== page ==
Logistics and manufacturing associations have warned that Tata’s decision to sell off its steel operation in the UK will have major repercussions on the wider economy unless a buyer is found.

The warning follows the news that Tata’s board yesterday (29 March) rejected a rescue plan of its UK steel business, voting instead to sell all its steel plants in the UK.

Ian Gallagher, FTA head of policy for Wales, said Tata’s decision was very bad news for FTA members. “This will not only impact on the local communities involved but will also have a much wider impact on the economy as a whole, including the logistics sector.”

He added: “Tata’s business generated around £200m a year which was spent in households in many ways and that provided work for the logistics sector, as well as providing work for those involved in the movement of steel and the delivery of supplies into these sites.

“It is too early to put figures on the cost of this as we are not sure what the future holds but based on today’s news there are a lot of worried people in the logistics sectors.”

RHA signalled its disappointment at Tata’s decision and the lack of government action at an earlier date.

RHA head of policy Jack Semple said: “When the last government asked us five years ago what RHA’s priority was for growth our board’s clear response was to ask that the government encourage investment in the UK particularly in manufacturing and the process industries. Five years later the fact that (Tata) no longer wants ownership of its steel business in the UK is very worrying news.”

Philippa Oldham, head of manufacturing at the Institution of Mechanical Engineers, said the move could result in around 14,000 job cuts and have a long term impact on UK manufacturing.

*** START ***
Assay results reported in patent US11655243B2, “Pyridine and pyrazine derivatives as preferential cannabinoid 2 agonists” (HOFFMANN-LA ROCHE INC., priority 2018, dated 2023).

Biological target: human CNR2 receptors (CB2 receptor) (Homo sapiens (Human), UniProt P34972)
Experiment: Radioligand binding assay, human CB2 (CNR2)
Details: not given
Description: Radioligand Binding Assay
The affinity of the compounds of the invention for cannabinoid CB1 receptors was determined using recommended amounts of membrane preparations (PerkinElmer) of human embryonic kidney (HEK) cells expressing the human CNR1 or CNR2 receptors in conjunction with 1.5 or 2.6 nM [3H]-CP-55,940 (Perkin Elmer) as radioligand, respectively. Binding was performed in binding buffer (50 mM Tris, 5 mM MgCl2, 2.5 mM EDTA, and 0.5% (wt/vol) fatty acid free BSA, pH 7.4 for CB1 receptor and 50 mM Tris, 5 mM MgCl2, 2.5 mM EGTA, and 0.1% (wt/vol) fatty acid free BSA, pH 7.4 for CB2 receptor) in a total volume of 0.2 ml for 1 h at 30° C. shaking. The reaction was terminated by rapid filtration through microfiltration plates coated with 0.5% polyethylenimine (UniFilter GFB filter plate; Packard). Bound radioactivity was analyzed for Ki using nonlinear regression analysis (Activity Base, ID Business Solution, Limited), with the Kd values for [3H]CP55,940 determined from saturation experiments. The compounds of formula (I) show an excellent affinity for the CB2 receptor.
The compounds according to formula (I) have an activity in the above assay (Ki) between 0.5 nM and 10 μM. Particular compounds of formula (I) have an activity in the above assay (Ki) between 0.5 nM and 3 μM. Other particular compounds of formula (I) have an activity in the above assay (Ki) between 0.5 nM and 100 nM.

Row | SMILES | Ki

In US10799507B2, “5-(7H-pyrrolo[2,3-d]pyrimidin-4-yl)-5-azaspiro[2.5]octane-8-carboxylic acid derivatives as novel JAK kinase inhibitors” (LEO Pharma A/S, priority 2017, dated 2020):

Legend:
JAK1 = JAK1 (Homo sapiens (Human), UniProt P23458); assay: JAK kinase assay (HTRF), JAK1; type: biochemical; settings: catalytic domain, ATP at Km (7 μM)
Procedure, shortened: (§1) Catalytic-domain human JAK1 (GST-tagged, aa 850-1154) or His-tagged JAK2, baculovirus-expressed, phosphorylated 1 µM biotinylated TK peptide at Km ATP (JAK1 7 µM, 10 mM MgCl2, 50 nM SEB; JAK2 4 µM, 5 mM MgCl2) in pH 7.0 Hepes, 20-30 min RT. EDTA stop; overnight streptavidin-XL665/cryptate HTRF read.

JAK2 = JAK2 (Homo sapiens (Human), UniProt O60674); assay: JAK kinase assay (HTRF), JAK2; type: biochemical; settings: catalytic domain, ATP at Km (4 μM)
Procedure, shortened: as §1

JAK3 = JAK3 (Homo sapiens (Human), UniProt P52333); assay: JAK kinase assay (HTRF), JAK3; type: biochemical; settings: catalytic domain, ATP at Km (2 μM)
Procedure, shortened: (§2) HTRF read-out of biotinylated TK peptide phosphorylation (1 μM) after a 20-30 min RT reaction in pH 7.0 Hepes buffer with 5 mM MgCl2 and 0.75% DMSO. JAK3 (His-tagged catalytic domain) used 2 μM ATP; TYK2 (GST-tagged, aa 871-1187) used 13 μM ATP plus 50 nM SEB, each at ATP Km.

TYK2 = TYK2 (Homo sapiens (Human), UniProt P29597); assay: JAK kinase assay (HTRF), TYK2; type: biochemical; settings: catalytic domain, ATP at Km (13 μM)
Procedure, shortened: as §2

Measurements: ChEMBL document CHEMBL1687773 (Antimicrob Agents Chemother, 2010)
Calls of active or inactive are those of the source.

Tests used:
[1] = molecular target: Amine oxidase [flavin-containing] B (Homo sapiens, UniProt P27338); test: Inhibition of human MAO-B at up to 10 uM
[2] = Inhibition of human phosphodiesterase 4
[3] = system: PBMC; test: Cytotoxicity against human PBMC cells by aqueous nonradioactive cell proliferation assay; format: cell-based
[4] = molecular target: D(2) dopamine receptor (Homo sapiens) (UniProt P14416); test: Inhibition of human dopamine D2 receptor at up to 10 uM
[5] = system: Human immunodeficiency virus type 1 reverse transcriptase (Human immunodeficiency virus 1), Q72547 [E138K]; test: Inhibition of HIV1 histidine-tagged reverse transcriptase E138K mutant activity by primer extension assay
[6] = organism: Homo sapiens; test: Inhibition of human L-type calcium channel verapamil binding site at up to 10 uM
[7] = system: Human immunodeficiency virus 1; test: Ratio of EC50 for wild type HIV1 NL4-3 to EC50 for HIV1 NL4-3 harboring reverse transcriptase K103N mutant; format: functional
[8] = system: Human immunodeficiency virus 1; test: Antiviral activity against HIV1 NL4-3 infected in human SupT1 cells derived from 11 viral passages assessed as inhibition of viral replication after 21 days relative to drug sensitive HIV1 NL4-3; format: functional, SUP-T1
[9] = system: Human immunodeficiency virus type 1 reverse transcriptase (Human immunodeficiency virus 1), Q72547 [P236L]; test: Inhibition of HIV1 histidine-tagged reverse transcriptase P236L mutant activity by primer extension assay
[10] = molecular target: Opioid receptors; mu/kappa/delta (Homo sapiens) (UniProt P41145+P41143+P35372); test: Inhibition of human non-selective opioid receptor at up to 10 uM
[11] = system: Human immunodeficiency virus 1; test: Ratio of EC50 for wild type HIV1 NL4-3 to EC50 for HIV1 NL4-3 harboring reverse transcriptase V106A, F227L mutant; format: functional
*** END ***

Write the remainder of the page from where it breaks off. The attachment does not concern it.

She warned that the closure of the UK’s steel industry could undermine the future of major projects including Crossrail 2 and HS2 as well as UK car production and called for government action.

She said: “At the heart of all these projects is the requirement for steel. The Institution encourages the government to think long and hard about how they can help the steel industry, making sure that it enables our manufacturing sector to have a sustainable future. To do this they must ensure that we do not become solely dependent on imports of all raw materials such as steel.”

She added: “If the government is committed to long-term strategic industrial and infrastructure plans it must take a holistic approach with a better understanding of how such closures could affect our domestic supply chains.

"We must ensure that the UK has the necessary skills and raw materials that we need to support these upgrades with suggestions of improved forms of financing and life-cycle costing to be part of the public procurement policies.”